PITTSBURGH - Five years ago Mike Babcock returned home with his Anaheim Ducks after being hammered in the opening two games of the Stanley Cup final.
The series would be a short one, it was said. The New Jersey Devils were in a different league. Sound familiar?
"Two games in that series, it was all about we were unworthy of being in the final," said Babcock. "And I remember Jean-Sebastien Giguere stood up at one of these things and sat here and said: 'We earned our way here, and we have a heck of a team. And they've earned their way here. They've got a heck of a team. We've got two good teams going out."'
The Pittsburgh Penguins felt a lot like those Ducks after two games in this year's Stanley Cup final. Disrespected.
"Most of you guys had written us off," said Penguins defenceman Ryan Whitney.
The question now is whether these Penguins will resemble the Ducks of 2003 and at least push the favourites to seven games. Or will they follow the script of last year's Cup final when the Ottawa Senators thought they were back into it after taking Game 3 but then dropped a pair of one-sided games as the Ducks closed out their championship run in five games.
"We didn't come into this series thinking we were going to win four straight," said Red Wings goalie Chris Osgood. "We were hoping to. But to say we expected it to be a hard series would be right on."
The Penguins were ecstatic, yes, to win Game 3 on Wednesday night to cut Detroit's advantage to 2-1 in the series. But they're far from satisfied.
"I think I heard someone today say that we played a near perfect game last night," Penguins defenceman Brooks Orpik said Thursday. "I can count numerous times where we gave up a lot of odd-man rushes last night. We were definitely better than we were in the first couple of games.
"But it was nowhere near a perfect game."
No, but it was a thrilling game. Some of the most veteran hockey scribes agreed Thursday that they hadn't seen a Cup final game that entertaining in a long time. It was just the kind of hockey this final had been hyped up to produce.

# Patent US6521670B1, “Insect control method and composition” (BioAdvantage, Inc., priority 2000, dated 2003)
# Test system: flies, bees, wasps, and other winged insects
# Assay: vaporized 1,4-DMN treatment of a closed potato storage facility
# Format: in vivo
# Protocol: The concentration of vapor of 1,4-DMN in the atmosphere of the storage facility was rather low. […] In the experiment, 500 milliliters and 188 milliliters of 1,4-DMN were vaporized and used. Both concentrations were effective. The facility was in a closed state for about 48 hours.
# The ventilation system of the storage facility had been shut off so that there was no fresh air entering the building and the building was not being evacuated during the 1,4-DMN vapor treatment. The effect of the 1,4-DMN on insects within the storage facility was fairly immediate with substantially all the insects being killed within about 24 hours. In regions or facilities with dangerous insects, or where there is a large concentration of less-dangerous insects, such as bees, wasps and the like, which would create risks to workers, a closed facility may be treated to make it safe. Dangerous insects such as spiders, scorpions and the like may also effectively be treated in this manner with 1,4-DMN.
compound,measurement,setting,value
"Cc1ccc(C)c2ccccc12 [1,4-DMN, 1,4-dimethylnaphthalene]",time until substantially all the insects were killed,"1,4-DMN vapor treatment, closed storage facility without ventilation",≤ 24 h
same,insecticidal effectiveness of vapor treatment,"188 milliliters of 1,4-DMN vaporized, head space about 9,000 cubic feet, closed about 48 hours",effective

"Absolutely," said Wings centre Kris Draper. "I thought last night's game was unbelievable. There was a lot of hits and skating, some great plays. Big saves. It had everything that we expected this series was going to have. And those are the games you love being a part of.
"Obviously we would have loved to have been on the other side last night, but that didn't happen. We did get the loss. But as a hockey player, and playing in the Stanley Cup final, that's what we expect. And I thought it was a tremendous game played by both teams."
Game 4 doesn't go until Saturday night at Mellon Arena, where the Penguins are now 9-0 in these playoffs. They've won 17 in a row at home overall.
"They seem to be playing real well at home," said Wings captain Nicklas Lidstrom. "I think they feed off the fans here. I think last night they came out with lots of energy, and I think the fans really helped them with that. I think they feel confident playing here at home.
"So as a road team coming in here you have to play real well in your own end, and you have to make them play defence, too. I thought at times we were able to do that in that third period, but we have to stick with it even longer."
The Wings aren't about to change their game plan. Their third-period rally came up just short Wednesday night and they remain in the drivers' seat at 2-1. They didn't panic after losing two straight to Dallas in the Western Conference final.
"We lost two games and everyone was talking about, 'you're going to change this, change that,"' said Babcock. "We said: No, we're not changing that. This is what we do."
On the Pittsburgh end, confidence was restored. While the Penguins denied it and said all the right things before Game 3, they looked a little rattled after the being outscored 7-0 in the games at Detroit. Scoring first Wednesday was huge. Holding on for the win was even bigger.
"That team, when they get confidence, they could accomplish a lot of big things," said Penguins head coach Michel Therrien. "And this is what we've proved so far. And they proved that to themselves, too. That's important that they're capable to prove to themselves that when they're playing the way we ask them to play, they're going to get rewarded.
"And I think yesterday we deserved to win, and they're going to feel good about themselves. And they're going to enjoy their day off today, because it was an emotional three days, for sure. And come back tomorrow to work and be ready for Saturday."